PHONOGRAPH RECORD IS MADE ON PAPER (Feb, 1932)

PHONOGRAPH RECORD IS MADE ON PAPER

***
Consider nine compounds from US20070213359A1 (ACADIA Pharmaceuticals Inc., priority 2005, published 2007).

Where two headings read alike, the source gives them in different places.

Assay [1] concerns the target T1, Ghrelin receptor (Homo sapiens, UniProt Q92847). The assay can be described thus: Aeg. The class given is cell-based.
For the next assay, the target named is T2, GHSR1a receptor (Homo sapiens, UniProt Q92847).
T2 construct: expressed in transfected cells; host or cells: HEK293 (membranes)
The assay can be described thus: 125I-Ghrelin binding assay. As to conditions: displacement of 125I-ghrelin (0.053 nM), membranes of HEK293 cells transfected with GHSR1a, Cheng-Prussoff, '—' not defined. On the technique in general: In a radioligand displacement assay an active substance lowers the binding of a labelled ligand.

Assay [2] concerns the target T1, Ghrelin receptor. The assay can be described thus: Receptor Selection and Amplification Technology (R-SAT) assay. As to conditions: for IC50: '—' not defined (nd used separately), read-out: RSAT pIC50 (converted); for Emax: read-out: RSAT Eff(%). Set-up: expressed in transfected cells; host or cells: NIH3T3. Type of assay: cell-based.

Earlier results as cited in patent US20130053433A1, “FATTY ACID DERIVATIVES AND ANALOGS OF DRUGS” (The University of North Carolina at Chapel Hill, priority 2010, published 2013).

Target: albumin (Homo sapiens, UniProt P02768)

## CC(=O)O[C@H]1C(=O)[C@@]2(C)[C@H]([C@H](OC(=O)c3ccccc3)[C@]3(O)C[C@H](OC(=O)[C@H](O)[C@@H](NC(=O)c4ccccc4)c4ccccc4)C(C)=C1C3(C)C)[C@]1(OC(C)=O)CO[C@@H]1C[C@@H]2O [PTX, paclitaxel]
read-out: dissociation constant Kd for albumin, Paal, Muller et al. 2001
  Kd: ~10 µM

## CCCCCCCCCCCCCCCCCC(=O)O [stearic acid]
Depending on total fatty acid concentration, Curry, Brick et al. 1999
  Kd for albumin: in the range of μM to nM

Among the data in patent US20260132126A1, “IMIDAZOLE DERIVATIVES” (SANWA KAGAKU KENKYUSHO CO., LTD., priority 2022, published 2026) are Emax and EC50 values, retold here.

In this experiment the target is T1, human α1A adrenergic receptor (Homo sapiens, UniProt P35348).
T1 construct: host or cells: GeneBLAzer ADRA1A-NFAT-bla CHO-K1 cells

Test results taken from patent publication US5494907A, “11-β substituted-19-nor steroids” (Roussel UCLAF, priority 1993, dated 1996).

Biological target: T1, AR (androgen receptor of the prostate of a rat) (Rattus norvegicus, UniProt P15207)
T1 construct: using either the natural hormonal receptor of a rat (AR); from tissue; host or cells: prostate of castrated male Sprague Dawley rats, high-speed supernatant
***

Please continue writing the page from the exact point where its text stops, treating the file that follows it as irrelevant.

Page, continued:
Phonograph records on paper, costing a cent or two apiece and playing twice as long as standard records, are promised by an entirely new process developed by two young Argentinian engineers. In principle the scheme resembles the method used for sound motion pictures. Apparatus in the recording studio transforms a singer’s voice into a flickering beam of light, leaving a sound track of black and white lines upon a sheet of photographic paper moving beneath it upon a revolving drum. The reproducer employs a photo-electric cell to translate the lines back into sound. The paper record is shown above.

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